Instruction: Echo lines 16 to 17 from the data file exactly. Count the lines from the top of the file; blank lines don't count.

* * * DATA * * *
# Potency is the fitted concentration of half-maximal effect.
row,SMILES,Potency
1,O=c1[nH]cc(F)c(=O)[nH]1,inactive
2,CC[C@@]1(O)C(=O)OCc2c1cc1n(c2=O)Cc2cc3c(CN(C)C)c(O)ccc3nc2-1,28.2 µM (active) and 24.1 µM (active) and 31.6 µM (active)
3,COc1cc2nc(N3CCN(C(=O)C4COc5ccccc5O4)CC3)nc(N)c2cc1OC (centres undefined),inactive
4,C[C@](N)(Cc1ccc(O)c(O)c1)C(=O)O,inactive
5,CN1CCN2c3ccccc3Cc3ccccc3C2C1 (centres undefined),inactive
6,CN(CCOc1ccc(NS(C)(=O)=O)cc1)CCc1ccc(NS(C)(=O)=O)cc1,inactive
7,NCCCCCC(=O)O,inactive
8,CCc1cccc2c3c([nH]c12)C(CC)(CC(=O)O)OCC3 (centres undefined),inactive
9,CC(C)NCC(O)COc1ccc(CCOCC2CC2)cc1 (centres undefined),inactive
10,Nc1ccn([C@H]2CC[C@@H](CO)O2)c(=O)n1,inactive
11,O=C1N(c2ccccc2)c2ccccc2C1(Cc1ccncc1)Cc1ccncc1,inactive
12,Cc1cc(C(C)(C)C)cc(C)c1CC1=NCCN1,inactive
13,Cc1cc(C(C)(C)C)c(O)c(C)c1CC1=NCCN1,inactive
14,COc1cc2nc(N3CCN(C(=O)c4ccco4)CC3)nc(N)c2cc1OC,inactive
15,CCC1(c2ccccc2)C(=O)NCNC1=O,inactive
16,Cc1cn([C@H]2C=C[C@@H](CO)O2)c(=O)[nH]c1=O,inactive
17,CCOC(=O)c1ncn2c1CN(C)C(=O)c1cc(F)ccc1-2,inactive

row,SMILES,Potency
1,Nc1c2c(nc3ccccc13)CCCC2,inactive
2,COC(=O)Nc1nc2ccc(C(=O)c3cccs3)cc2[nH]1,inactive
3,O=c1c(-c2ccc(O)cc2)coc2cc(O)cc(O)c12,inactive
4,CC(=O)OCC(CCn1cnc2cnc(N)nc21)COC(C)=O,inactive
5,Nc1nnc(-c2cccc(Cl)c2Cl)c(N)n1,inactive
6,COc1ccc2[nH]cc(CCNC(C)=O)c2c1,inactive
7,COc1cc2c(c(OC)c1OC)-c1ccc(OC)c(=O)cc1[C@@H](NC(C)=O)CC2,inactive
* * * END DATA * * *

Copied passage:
14,COc1cc2nc(N3CCN(C(=O)c4ccco4)CC3)nc(N)c2cc1OC,inactive
15,CCC1(c2ccccc2)C(=O)NCNC1=O,inactive